At the risk of sounding like your mum, a balanced diet really is essential for good health. There are seven building blocks for a healthy diet, including carbohydrates, proteins, fats, vitamins, minerals and fibre. Add water to the mix and you’re shaping up nicely!
We take energy from food in the form of kilojoules. How much energy you need depends on your body type and the amount of physical activity you do. How you use or store energy influences your weight, shape and sporting performance.
We all need to eat a balanced diet to maintain good health. It is vital that athletes have all the nutrients they need to help them perform at their best.
There are 7 components (food types) in a balanced diet:
|Food type||How does it help?||When do we need it in sport?||Where do we get it?|
|Carbohydrates||Provides quick energy. 60% of our diet should comprise 'carbs'.||Running. Athletes in training will eat more 'carbs'. Marathon runners will 'load [Carbo loading: Building up stores of fuel in the muscles by resting and eating lots of pasta etc for three days prior to a marathon or other endurance event. ]' before the event.||Pasta, cereals and potatoes|
NB Unsaturated fats are healthy. Too much saturated fat from animal products can lead to heart disease.
|Provides slow energy. 25% of our diet should be fat.||Walking and low impact exercise - it produces energy too slowly to be used when working hard.||Oils, dairy products, nuts and fish|
|Protein||Builds and repairs muscle. We only need 15% of our diet to be protein.||When training hard and recovering from injury. ‘Power’ athletes such as weight lifters will eat more protein.||Meat, pulses and fish|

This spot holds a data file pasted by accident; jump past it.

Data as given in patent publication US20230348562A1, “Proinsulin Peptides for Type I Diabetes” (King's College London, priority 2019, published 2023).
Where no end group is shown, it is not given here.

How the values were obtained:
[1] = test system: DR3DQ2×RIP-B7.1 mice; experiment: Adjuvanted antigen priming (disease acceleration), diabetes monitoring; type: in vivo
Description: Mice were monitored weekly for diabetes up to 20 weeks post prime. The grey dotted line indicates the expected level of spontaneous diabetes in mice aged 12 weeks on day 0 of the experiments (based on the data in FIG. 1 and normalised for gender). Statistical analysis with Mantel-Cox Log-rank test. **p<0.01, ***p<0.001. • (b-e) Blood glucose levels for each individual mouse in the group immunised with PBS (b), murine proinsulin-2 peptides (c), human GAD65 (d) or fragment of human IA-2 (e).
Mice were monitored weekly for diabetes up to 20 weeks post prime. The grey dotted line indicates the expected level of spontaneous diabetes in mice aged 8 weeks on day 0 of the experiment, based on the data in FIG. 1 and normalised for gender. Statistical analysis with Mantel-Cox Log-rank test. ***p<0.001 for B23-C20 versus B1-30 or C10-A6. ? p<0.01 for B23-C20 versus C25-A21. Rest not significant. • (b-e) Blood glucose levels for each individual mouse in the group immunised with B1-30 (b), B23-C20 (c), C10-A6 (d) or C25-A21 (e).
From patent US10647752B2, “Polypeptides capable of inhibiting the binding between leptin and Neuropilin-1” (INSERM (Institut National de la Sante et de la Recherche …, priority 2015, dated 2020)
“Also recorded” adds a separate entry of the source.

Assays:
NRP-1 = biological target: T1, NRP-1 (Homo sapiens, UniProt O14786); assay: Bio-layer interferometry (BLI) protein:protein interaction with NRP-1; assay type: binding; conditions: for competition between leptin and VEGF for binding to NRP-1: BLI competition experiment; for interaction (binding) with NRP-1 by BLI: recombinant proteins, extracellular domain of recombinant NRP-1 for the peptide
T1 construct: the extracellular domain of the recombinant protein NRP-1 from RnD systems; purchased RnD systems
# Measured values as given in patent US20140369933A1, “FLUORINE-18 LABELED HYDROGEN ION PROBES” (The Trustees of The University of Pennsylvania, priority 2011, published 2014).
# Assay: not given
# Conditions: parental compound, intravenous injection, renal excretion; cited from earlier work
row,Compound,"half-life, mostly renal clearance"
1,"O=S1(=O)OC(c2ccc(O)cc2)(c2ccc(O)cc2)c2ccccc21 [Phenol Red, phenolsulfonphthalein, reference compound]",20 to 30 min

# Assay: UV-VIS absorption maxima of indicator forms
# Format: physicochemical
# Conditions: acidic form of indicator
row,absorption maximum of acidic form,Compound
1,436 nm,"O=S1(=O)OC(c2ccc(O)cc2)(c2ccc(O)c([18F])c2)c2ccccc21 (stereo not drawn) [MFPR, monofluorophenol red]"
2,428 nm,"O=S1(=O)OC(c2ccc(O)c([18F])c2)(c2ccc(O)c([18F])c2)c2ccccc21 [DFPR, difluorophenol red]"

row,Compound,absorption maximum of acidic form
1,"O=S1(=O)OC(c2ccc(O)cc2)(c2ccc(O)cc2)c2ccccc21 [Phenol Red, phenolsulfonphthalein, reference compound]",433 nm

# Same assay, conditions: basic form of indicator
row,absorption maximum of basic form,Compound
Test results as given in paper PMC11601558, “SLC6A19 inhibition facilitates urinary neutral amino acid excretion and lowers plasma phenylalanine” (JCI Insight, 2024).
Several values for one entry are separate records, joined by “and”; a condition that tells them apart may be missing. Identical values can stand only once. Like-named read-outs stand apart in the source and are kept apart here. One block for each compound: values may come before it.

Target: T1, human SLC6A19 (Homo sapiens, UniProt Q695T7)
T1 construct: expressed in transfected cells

A - for vision
B - for energy production and stress reduction
C - to keep skin healthy
D - to help bones and teeth
|Helps the body work. Helps concentration.||Staying calm, making quick decisions||Fresh fruit and vegetables|
Calcium - to strengthen bones
Iodine - for energy production
Iron - prevents fatigue
|Helps release energy from food. Helps decision making||When training hard and competing||Fruit, vegetables and fish|
|Fibre||Can't be digested. Fills you up and keeps you 'regular'||Healthy digestion, (no constipation) helps in sport. Also helps with weight control.||Fresh fruit, vegetables and wholegrain cereals|
|Water||Maintains fluid levels||Whenever you sweat. It prevents dehydration||The tap! It's all you need most of the time.|
The energy the body takes from food is measured kilojoules or kilocalories.You need enough energy to meet the demands of your BMR and PAL.
BMR stands for Basic Metabolic Rate; the number of kilojoules you use to stay alive each day.
PAL stands for Physical Activity Level; the number of kilojoules you use to fuel all of your physical activity.
BMR + PAL = your daily energy requirement.
Big people need more energy for BMR. Athletes in endurance events and hard training need more energy for PAL.
If you consume [Consume: To eat and drink. ] more energy than you use you will put on weight. If you consume less energy than you use you will lose weight.
People who under-eat will not have enough energy to perform effectively.
Being overweight may not be a problem. It may be due to a person having a lot of muscle, rugby players for example, so it's not always harmful. However, people who are overfat [Overfat : Having excessive amounts of body fat. ] or obese [Obese : The official term for being very over-fat. Being obese is dangerous to health. ] will not be effective sportspeople.
There are 3 basic somatotypes (body types). Everyone tends towards one although few people are totally one or another.
Your body type, shape and composition will determine how effective you are at sport.
A person's ideal body weight depends on their body type, age, gender, height, the size of their bones, and their muscle size. These factors also affect their participation and performance in sport.